Larger than Life: The True Story of the Memphis Belle
Hollywood has never let facts get in the way of a good story. Case in point: the 1990 movie Memphis Belle. The film invents characters, events, and entire missions for the sake of dramatic license. Of course, this in no way detracts from the storied reputation earned by the Belle, or from the valor of the men who flew in it. The United States Army Air Force (USAAF) added the Memphis Belle to its inventory on July 15, 1942. In September of that year the plane arrived in Bangor Maine, where it joined the 91st Heavy Bombardment Group. Its first combat mission occurred on November 7, 1942. The plane flew 24 additional missions, with the last one occurring on May 19, 1943. The name Memphis Belle came from pilot Robert K. Morgan, who named the aircraft in honor of Margaret Polk, the girl he loved; she lived in Memphis Tennessee. Morgan was from Asheville, North Carolina. RELATED: The HZ-1 Aerocycle Wasn't the Army's Brightest Idea
The plane was a B-17 Flying Fortress, the most celebrated aircraft of its type during World War II. In early testing it beat out competing designs from both Douglas and Martin, exceeding the military’s expectations in every way.
First introduced in 1935 as the Boeing Model 299, the B-17 evolved through a series of design enhancements both before and during the war. Total bomb carrying capacity expanded from 2000 to 8000 pounds, and an additional gun turret was installed under the chin.
During the war, military commanders limited a crew’s tour of duty to 25 missions; but the odds of a single crew surviving that long were slim indeed. In 1942 and 1943, the Allies still had a long way to go before gaining air supremacy over Europe. B-17s and their fighter plane escorts routinely fell victim to Axis pilots and ground-based anti-aircraft guns. Casualty rates among flyers rose as high as 80% in the war’s early days. So, when the men of the Memphis Belle became one of the first teams to complete their tour, they and their aircraft gained instant celebrity status.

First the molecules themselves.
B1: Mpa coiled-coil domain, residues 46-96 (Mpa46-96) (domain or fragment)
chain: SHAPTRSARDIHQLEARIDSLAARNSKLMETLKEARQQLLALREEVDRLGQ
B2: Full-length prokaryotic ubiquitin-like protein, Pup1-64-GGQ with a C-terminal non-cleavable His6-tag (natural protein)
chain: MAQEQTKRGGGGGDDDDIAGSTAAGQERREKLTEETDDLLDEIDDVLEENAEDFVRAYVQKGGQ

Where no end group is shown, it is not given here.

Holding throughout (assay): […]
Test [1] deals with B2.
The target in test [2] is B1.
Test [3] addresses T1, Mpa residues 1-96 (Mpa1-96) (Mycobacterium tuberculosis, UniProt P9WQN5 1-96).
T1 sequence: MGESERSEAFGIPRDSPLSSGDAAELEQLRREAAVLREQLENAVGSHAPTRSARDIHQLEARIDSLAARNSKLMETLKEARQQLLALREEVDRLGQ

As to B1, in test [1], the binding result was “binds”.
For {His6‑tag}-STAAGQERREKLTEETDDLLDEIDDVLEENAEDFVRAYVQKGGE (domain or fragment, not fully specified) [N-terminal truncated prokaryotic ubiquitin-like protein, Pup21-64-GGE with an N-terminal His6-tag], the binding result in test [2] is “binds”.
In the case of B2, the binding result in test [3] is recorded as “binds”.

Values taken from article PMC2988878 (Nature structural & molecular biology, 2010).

RELATED: The Army's Quest for a Flying Jeep
In 1943 the army sent plane and crew home to the United States, where they toured the country promoting war bonds. After WWII, the Memphis Belle went to the city of its namesake, where it remained well into the 1980s. She suffered considerable damage during that time. Thieves stole virtually all the interior components, including the instruments from the cockpit. Birds nested inside of her, leaving droppings everywhere.
The plane remained in Memphis until 2005, when the USAF moved it to Wright-Patterson Air Force Base near Dayton, Ohio in 2005. As of the time of this writing, the Belle remains under the loving care of Air Force personnel, who are still working to restore it to its original glory. In the air or on the ground, she is one WWII vet who remains larger than life.
Click Here to Read the Original Article on BoldRide